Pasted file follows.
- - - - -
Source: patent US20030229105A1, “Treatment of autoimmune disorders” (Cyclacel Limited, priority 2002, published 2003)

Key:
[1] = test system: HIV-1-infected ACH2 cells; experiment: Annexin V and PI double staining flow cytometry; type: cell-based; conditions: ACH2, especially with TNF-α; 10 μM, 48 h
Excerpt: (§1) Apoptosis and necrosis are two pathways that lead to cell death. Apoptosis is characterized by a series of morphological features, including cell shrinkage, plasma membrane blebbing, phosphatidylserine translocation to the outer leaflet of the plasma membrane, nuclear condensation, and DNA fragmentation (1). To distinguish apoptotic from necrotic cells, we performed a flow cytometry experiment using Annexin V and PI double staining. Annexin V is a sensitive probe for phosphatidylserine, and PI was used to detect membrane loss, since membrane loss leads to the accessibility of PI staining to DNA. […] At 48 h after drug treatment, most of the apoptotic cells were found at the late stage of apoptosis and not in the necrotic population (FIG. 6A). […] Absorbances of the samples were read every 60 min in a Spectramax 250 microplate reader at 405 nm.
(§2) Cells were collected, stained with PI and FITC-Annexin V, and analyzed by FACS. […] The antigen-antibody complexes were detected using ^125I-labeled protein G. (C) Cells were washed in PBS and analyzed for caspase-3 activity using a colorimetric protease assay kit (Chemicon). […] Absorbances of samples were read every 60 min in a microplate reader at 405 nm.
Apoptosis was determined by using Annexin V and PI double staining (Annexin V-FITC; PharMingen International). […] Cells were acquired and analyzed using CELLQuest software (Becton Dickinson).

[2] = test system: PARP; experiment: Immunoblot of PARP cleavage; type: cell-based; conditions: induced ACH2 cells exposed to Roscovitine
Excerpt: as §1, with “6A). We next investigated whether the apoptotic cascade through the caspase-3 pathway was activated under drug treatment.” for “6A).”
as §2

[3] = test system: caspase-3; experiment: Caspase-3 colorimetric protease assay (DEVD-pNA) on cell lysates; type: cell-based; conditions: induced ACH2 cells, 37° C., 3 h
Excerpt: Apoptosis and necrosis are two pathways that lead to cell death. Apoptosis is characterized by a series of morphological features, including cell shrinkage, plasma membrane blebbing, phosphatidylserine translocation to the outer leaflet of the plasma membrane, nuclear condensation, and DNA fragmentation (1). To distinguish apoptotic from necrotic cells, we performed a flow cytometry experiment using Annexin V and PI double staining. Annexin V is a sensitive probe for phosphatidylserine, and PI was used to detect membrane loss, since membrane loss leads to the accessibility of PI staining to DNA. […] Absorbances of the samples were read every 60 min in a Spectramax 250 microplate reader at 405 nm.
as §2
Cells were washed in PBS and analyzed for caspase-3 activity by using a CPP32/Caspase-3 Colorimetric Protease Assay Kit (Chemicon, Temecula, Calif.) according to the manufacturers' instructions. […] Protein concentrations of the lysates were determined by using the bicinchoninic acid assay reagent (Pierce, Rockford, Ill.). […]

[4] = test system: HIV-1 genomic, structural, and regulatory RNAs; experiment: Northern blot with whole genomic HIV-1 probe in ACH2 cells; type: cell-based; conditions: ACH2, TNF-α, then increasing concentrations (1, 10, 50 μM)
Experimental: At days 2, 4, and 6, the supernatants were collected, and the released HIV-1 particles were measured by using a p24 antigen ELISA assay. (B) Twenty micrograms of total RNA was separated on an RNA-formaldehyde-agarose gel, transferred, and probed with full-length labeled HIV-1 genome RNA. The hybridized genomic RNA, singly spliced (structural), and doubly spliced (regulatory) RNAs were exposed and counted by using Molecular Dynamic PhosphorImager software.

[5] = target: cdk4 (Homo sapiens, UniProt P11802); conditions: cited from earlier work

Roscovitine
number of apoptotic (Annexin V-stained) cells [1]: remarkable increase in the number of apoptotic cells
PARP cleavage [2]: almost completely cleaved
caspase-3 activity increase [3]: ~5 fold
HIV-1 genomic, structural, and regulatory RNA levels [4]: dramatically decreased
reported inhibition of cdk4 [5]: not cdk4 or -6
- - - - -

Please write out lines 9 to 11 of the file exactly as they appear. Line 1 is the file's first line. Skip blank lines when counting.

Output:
as §2

[3] = test system: caspase-3; experiment: Caspase-3 colorimetric protease assay (DEVD-pNA) on cell lysates; type: cell-based; conditions: induced ACH2 cells, 37° C., 3 h
Excerpt: Apoptosis and necrosis are two pathways that lead to cell death. Apoptosis is characterized by a series of morphological features, including cell shrinkage, plasma membrane blebbing, phosphatidylserine translocation to the outer leaflet of the plasma membrane, nuclear condensation, and DNA fragmentation (1). To distinguish apoptotic from necrotic cells, we performed a flow cytometry experiment using Annexin V and PI double staining. Annexin V is a sensitive probe for phosphatidylserine, and PI was used to detect membrane loss, since membrane loss leads to the accessibility of PI staining to DNA. […] Absorbances of the samples were read every 60 min in a Spectramax 250 microplate reader at 405 nm.